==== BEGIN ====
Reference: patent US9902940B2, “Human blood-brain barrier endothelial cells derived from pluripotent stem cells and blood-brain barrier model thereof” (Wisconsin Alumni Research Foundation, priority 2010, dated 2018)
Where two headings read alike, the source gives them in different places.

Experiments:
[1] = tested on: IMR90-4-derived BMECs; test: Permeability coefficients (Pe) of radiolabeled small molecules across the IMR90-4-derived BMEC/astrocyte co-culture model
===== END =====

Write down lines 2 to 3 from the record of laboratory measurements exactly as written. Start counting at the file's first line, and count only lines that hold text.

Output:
Where two headings read alike, the source gives them in different places.

Experiments: